NZ Election 2020: Grant Robertson tells business leaders National is risky and dangerous when it comes to economy

Trying to hit them where it hurts, Finance Minister Grant Robertson is describing National as risky, dangerous and disorganised when it comes to the economy.

Newshub has been given exclusive access to what the Finance Minister is saying behind closed doors to business leaders.

Robertson gave a closed-door speech to the Employers and Manufacturers Association on Thursday and the speech notes have been provided exclusively to Newshub.

In the speech notes he says, "I am going to tell you that your interests as business people at this election are at risk if we let a disorganised National Party take the reins of the economy."

"What is needed now, more than ever, is consistency, continuity and balance. And it is only a Labour-led Government that can give that at the moment and provide the maximum certainty possible in an uncertain world."

Describing National as "The Risky Alternative", Robertson says National's calls to move quicker out of lockdowns was "extremely dangerous" saying the party's "inconsistency and disorganisation" would've led to wrong calls.

Robertson told Newshub New Zealand needs consistency and certainty.

"We don't need a party that's flip-flopping on positions and changing leaders all the time," he said. "They've wanted borders open, they've wanted borders closed, they've said we're spending too much money, they've said we're spending not enough money."

He says National is offering "ill-considered", "hasty" policy, listening to conspiracy theories and risking the COVID-19 response.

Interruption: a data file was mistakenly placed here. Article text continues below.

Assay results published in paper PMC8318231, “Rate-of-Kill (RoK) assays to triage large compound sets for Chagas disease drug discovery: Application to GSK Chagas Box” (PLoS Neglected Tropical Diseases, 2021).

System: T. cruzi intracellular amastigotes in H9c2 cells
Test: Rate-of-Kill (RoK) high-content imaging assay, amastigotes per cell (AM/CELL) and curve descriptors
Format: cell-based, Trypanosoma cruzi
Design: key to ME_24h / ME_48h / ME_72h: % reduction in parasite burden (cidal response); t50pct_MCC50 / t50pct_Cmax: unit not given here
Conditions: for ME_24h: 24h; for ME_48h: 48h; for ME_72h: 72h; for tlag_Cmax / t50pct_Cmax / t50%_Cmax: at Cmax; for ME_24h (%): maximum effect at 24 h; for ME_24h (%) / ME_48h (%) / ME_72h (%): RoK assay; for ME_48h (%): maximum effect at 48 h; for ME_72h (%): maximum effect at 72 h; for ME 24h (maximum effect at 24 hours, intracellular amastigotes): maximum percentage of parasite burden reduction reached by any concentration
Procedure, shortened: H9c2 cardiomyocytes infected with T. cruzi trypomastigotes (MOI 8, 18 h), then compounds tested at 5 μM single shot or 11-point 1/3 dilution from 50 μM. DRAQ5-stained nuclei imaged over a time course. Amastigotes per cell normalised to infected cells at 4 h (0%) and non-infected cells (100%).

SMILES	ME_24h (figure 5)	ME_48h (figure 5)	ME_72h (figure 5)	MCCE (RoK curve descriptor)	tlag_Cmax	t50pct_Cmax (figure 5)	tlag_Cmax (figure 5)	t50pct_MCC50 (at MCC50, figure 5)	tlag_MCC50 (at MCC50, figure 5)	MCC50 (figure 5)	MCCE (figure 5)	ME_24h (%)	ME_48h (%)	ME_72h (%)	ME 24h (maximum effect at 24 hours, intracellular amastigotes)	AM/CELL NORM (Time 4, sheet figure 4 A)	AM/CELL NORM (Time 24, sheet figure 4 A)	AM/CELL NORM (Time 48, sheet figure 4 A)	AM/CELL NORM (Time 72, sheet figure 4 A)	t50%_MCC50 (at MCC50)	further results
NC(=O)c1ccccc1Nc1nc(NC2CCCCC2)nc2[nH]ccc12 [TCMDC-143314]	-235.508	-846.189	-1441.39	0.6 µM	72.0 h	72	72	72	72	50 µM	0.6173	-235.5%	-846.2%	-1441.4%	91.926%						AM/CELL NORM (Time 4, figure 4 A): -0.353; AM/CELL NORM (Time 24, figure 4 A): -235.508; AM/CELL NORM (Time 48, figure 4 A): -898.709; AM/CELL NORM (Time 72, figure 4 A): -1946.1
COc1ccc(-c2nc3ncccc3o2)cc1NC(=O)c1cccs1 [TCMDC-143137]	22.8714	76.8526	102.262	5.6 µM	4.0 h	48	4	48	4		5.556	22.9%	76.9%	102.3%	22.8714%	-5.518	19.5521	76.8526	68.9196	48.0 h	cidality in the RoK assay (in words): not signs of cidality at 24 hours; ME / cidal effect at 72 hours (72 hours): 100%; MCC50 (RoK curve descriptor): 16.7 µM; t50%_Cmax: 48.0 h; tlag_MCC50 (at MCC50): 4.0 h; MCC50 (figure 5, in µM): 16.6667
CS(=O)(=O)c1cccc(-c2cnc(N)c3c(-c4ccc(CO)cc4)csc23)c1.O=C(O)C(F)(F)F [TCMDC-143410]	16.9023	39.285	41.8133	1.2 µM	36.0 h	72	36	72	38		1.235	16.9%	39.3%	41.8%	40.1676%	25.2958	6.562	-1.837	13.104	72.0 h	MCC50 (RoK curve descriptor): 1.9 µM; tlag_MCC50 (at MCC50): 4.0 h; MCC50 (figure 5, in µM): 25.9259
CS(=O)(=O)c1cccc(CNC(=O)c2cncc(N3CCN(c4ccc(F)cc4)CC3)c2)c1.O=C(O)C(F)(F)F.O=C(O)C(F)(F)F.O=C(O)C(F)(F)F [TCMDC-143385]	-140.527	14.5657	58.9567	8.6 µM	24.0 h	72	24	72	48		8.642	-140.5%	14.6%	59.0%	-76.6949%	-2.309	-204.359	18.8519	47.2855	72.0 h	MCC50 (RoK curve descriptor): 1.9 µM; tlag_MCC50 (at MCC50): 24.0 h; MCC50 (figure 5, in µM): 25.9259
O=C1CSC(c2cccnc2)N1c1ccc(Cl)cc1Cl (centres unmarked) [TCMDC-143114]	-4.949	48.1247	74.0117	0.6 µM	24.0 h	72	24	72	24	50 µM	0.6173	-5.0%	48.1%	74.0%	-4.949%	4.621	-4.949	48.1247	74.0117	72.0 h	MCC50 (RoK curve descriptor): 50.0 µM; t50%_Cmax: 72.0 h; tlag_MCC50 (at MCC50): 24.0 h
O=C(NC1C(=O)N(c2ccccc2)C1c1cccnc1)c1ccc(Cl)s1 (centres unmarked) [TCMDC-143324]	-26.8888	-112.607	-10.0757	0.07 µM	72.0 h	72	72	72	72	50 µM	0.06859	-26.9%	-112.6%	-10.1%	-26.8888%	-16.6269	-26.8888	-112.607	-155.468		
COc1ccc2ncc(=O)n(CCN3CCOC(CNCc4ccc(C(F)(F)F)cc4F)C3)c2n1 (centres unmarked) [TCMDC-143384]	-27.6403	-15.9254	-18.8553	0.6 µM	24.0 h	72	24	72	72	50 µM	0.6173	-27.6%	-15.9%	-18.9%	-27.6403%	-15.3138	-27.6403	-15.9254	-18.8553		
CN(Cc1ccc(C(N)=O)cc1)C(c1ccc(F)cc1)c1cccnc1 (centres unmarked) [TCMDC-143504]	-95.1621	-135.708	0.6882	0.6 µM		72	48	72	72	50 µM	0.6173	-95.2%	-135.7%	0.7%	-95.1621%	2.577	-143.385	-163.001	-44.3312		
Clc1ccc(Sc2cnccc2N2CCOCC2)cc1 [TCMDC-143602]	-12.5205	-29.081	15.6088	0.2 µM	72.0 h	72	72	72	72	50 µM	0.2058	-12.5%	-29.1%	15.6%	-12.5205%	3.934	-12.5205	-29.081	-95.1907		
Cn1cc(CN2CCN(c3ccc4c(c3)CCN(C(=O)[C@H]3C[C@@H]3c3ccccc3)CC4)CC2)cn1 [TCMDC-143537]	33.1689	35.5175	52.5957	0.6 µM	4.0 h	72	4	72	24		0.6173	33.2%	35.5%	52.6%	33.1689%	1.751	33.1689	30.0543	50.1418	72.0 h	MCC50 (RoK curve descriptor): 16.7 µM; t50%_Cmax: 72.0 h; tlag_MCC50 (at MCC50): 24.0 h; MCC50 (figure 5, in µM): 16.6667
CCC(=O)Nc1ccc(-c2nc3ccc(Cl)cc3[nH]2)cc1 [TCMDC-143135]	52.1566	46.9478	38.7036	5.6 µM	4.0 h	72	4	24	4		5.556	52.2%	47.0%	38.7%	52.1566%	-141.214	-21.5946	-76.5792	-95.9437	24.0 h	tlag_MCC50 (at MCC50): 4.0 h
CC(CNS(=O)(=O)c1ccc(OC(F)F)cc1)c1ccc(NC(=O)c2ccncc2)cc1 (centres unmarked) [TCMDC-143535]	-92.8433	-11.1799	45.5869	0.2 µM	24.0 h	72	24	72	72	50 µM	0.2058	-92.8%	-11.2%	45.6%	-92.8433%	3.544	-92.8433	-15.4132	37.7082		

"This is not the party of John Key and Bill English anymore. I don't think it's offering the consistency or certainty that businesses need."

In its glory days, National painted the Opposition as chaotic in their attack ads, trying to spook voters. Labour is trying to reverse the narrative.

"Good luck to them," National Party leader Judith Collins said on Thursday.

Labour have been painting themselves as better economic managers than National - which is laughable to Collins.

"Ha! That's the funniest thing yet. No. No, they're not," she said.

Robertson suggested the Government has provided balanced leadership. 

"We've been decisive, we've been generous where we've needed to be, but we've also been careful."

Robertson's speech gives voters a first glimpse at one of Labour's major election strategies: targeting National on the economy.

New Zealanders will hear the Finance Minister parroting three words this campaign: consistency, continuity and balance.

Kiwis may get sick of hearing it, it may never have worked for Labour before, but if it resonates with voters it really will hit National where it hurts.